I agree that this is cool, but come on now, why are we posting stories about something that doesnt yet work? Can't we wait until it 1) works well (the page states that other high performance heat sinks with large fans outperform it), and 2)doesnt damage the chips (We first tested the Zen Radiator, then the PAL 6035, and finally the MC462. After the first run we thought it a good idea to run the test again with the Zen Radiator in order to verify our results. This turned out to be a bad idea. The installation was again rather painful. Again a lot of pressure and time was necessary until we finally managed to connect the Zen Radiator with the socket. After powering up, the OS did not boot. To make it short: when mounting the unit on the socket, we had damaged the CPU. Chunks from all 4 corners of the die were broken off.)...

    It's cool and all, but if this were software, it would surely be beta. Do we really need beta announcements? (*cough* mozilla *cough*) ...
  • Re:Heat Capacity (Score:3, Insightful)

    by stilwebm (129567) on Wednesday November 07, 2001 @01:07PM (#2533165)
    Several reasons why water is not commonly found in computers. One, water an electricity do no mix well. Two, it is very expensive to make the many parts required to keep water in the cooling system, keep it flowing, and still allow it to exchange the heat with air. By very expensive, I don't mean hundreds of dollars per CPU, but considering that a heatsink and fan combo are very inexpensive to manufacture...
  • Re:Heat Capacity (Score:2, Insightful)

    by pbur (88030) on Wednesday November 07, 2001 @01:23PM (#2533244)
    IIRC, *pure* water doesn't conduct electricity. It's all the crap found in freshwater that make it conduct.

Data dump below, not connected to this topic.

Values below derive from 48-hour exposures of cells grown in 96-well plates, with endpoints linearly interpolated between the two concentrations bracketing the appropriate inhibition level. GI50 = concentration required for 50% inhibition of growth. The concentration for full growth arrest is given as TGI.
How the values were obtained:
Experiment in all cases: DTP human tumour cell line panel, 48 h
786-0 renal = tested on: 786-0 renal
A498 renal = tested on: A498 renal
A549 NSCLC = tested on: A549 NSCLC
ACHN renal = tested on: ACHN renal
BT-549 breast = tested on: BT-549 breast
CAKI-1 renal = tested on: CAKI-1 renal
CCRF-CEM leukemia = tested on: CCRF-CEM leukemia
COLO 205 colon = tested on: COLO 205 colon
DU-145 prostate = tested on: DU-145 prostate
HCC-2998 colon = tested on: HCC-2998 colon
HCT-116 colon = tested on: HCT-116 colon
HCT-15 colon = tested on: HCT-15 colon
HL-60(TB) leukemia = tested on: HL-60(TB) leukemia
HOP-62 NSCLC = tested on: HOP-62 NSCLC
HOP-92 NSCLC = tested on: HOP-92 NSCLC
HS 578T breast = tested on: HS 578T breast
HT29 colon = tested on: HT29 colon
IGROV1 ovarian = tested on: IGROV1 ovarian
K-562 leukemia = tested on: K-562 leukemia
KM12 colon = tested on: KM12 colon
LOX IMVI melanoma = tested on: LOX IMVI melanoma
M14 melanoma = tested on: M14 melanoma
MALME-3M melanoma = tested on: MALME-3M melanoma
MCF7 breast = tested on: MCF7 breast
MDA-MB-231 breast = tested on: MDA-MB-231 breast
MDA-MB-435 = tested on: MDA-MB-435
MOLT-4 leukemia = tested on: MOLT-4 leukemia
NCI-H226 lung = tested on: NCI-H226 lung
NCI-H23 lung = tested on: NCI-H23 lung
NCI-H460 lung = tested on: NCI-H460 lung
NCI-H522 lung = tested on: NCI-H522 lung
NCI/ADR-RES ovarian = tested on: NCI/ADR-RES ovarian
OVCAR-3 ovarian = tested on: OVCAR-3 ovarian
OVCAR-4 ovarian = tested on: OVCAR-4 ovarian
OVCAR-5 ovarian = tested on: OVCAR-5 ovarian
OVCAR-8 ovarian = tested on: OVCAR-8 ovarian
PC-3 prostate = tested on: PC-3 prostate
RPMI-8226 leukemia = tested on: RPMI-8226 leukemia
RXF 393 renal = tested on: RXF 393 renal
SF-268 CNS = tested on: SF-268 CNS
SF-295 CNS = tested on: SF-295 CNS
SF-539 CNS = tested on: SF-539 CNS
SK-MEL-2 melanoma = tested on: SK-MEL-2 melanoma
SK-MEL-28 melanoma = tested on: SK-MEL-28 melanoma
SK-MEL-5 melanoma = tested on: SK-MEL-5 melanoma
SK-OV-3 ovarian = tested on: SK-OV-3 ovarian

• by daemonc (145175) on Wednesday November 07, 2001 @01:24PM (#2533252)
    ...if it hadn't DESTROYED their CPU and their motherboard.
  • Re:Heat Capacity (Score:3, Insightful)

    by gorilla (36491) on Wednesday November 07, 2001 @01:45PM (#2533344)
    Actually mainframes went away from water cooling, starting with Amdahl in 1979. Nowadays even IBM's highend mainframes are air cooled.
  • try this: (Score:1, Insightful)

    by brad3378 (155304) on Wednesday November 07, 2001 @02:21PM (#2533548)
    Instead of using a conventional radiator to cool the fluid, why not use a large reservoir of fluid that will cool via natural convection? Besides, a radiator would require a fan just to keep the fins cool.

    My proposal:
    Use a water block on your processor(s)
    and recirculate water from a large fish tank.
    I think large aquariums use a water pump for the filter system anyway.

    Even a dual AMD box would have a hard time boiling off the water from a 30 gallon aquarium.
  • Re:Other reviews (Score:2, Insightful)

    by Skuld-Chan (302449) on Wednesday November 07, 2001 @02:59PM (#2533772)
    Very cool, if it weren't for the fact that they destroyed a motherboard and a processor in the process of installing it I'd be more interested in getting one :).